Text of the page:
Can one go rabid with repression?
To die alone, foaming at the mouth—
Electric in the brain,
Suppressing every wicked impulse,
Until they take up arms
and drag you writhing in agony—
When you would have given
The whole of your holy life,
For an unquiet night of passion.
The restless road
Sighs and turns over
In her sleep–
My only bed partner.
The rain taps an inquiry
Or invitation at the glass,
As I sigh back in the
Language of streets.
I can’t love and
I have no one else to tell
Save this sad shell
of our remains
where once my heart sang
And still the echo rang.
David Bowie is described as “the best-smelling human I ever met”, by Arcade Fire musician Will Butler.
The Thin White Duke’s fumes came up in Butler’s conversation with BBC 6 Music‘s morning goddess Lauren Laverne last week while promoting his debut solo album Policy.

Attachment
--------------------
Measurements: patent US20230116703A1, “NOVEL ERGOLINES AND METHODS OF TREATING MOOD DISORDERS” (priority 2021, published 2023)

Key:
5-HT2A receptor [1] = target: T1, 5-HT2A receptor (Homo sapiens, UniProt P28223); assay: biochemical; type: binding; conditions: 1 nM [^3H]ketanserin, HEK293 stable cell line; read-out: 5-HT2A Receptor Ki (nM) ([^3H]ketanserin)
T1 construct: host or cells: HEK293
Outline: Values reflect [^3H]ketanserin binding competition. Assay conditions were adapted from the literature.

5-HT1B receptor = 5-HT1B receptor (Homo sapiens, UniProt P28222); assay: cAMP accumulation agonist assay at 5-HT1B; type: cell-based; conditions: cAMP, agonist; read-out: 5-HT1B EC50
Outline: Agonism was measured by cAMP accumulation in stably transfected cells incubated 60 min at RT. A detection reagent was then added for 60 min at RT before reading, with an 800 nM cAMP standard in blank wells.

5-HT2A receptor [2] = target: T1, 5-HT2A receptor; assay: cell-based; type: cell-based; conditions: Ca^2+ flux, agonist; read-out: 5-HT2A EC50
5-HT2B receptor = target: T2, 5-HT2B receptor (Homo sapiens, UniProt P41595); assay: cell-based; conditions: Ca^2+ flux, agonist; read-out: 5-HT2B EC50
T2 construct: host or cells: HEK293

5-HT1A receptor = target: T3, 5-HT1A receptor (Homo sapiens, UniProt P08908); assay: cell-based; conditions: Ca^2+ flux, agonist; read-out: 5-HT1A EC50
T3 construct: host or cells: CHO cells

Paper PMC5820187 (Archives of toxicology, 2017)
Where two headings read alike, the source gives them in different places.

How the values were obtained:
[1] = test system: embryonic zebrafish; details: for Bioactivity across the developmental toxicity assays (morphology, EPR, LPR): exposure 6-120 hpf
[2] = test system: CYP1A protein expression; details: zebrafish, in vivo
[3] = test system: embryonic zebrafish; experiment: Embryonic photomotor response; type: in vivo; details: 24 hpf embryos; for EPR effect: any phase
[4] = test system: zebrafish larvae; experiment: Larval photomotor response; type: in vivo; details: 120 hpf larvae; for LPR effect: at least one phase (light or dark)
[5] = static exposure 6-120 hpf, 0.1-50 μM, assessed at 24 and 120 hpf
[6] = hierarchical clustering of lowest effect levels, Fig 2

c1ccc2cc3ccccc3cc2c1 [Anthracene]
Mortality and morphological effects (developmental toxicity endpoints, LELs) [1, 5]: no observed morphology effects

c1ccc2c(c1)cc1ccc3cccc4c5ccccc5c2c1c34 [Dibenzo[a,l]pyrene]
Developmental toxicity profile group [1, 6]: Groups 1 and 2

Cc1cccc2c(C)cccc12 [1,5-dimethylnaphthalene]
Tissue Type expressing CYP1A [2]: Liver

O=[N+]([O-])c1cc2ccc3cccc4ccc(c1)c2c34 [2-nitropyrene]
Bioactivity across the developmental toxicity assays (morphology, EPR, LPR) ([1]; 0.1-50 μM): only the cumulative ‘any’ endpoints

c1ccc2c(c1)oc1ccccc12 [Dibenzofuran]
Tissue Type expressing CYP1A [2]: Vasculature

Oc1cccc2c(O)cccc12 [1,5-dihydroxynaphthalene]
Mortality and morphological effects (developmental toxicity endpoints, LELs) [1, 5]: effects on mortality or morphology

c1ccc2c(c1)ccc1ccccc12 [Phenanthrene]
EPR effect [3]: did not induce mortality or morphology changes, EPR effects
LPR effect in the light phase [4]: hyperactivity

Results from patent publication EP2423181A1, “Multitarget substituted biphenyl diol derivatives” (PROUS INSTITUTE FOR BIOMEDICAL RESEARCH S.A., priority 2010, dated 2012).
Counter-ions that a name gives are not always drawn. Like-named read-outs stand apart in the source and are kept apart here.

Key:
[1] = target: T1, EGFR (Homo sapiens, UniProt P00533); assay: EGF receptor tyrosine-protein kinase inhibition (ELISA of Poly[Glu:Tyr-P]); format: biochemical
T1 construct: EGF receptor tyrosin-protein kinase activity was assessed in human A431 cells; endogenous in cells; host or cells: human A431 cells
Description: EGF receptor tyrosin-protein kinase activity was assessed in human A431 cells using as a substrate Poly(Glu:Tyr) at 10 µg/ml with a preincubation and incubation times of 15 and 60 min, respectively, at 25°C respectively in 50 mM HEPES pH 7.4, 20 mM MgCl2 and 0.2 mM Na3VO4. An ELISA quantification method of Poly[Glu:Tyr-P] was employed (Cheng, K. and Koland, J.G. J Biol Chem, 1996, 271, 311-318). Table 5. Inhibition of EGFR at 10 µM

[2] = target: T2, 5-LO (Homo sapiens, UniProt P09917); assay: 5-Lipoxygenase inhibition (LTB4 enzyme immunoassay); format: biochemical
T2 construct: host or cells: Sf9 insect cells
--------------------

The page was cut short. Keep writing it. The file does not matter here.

Never one to let an intriguing detail slip away, Laverne pounced, insisting firmly, “I am going to require some more adjectives. How would you describe the smell of David Bowie?”
You walk into a room, and you’re like, “Something’s different. I’m in a different dimension. It smells so good in here!” [And then you realize] “Oh, David Bowie’s here.”
It smelled like if an ancient pine forest had a massive forest fire — but like, a month ago. So you get the new growth of the grass and the moisture, but still there’s an undercurrent of pain. But also of smoke, so kind of like marshmallows…? It’s powerful.
I spent hours dreaming of conversing with Bowie, but I will never know what he smelled like. I curled up next to a boy that smelled right to me and was able to share just platonic touch and breathing. There is a girl I love, but she doesn’t smell right to me at all. We are mammals, and I have more sense than sex.